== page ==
Do you find that you’re constantly planning out how you’ll start your allotment from scratch after this year’s crops are finished? If so, it might be time to consider planting perennial vegetables, fruits and herbs.
Whether you’re a gardening novice trying to work out the best approach or you’ve been planting your own crops for a while and feel you need to make things a little easier, perennial vegetables are a great option.
Want to find out more about easy perennial vegetables? Read our guide to help you get started.
What are perennials?
A perennial is an all year round plant that returns year after year. Unlike annuals, which need to be planted every year, perennials are planted once and then they will come back with a harvest of crops for you to enjoy again and again.
Some perennial vegetables and fruit come back a few years in a row, while others can produce a harvest for decades.
Why grow perennials?
There are several reasons why you might be thinking of adding in perennials to your allotment or polytunnel. First, growing fruit, herbs and vegetables that are perennials is usually lower maintenance than planting annuals that need to be tended to each year.
Perennials are also generally hardier than annuals. They can fend off pests and diseases and they tend to not need as much attention in terms of feeding and watering.
Another reason to plant some perennial vegetables is that they can extend your harvest period, so you should always have something tasty to eat.
What vegetable plants are perennials?
While fruits and herbs tend to be perennials, the majority of vegetables are annuals. There are a few options if you’re looking to plant perennial vegetables, however.
If you’re planning on introducing these, it’s worth taking some time to work out which vegetables that grow all year round you’d like to plant and how you’d like to add these to your current set-up.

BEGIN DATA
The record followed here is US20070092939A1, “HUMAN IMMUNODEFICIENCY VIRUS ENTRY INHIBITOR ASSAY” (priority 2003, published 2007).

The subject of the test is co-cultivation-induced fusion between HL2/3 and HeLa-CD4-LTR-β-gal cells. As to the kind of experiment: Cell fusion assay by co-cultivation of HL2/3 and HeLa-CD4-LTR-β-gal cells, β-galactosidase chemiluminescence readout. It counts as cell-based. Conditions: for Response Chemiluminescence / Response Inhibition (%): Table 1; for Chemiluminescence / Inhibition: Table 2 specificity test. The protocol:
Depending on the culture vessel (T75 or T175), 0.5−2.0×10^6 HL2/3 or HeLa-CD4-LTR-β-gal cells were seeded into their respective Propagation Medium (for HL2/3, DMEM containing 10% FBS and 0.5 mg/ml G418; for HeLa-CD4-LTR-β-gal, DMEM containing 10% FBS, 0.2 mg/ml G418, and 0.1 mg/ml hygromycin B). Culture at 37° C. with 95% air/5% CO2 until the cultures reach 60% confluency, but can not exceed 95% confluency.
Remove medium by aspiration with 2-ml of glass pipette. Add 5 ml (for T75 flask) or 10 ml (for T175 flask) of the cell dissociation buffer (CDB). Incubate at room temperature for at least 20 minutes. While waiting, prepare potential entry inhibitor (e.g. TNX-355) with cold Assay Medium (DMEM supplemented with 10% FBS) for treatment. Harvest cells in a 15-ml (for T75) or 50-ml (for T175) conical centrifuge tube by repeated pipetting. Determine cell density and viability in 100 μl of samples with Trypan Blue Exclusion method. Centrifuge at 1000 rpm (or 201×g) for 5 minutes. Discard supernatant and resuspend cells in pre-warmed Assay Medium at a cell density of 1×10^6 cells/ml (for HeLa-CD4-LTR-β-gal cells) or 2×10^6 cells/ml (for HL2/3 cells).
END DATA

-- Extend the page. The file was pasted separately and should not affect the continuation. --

So, which plants are top of the perennial vegetables list? Here are some to try in your vegetable patch.
There’s nothing quite like buttered asparagus to elevate a dish. These tasty all year round plants are ready for you to harvest two years after you’ve planted a one-year-old crown, so it takes some time to build up a crop. Hang in there though, as once you’ve had your first lot, you could end up with an annual crop for as many as 20 years.
There are two types of artichoke that you could try planting as part of your round of perennial vegetables:
Jerusalem – These are grown for their tubers, which you can harvest from November and eat either raw or cooked. You can go on to plant the tubers the following spring.
Globe – You’ll need to cut the flowerheads of these artichokes before they open.
If you’re looking for perennial onions, the Egyptian walking onion is the one to plant. This produces bulbils, which fall off and grow new plants of their own accord. The bulbils will eventually form shallots, which are the part of the plant that we eat.
As with any type of vegetable patch, you’ll need to carefully plan out where you want your perennial vegetables to go. However, once they’re in place, you’ll find that you have harvests to enjoy for many years to come.